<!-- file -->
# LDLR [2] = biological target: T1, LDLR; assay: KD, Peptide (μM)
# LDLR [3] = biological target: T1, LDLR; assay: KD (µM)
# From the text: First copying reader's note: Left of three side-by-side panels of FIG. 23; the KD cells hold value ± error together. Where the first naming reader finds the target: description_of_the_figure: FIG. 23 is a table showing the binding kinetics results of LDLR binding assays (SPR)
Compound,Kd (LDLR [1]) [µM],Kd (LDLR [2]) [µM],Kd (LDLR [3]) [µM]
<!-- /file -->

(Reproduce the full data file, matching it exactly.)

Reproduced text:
# LDLR [2] = biological target: T1, LDLR; assay: KD, Peptide (μM)
# LDLR [3] = biological target: T1, LDLR; assay: KD (µM)
# From the text: First copying reader's note: Left of three side-by-side panels of FIG. 23; the KD cells hold value ± error together. Where the first naming reader finds the target: description_of_the_figure: FIG. 23 is a table showing the binding kinetics results of LDLR binding assays (SPR)
Compound,Kd (LDLR [1]) [µM],Kd (LDLR [2]) [µM],Kd (LDLR [3]) [µM]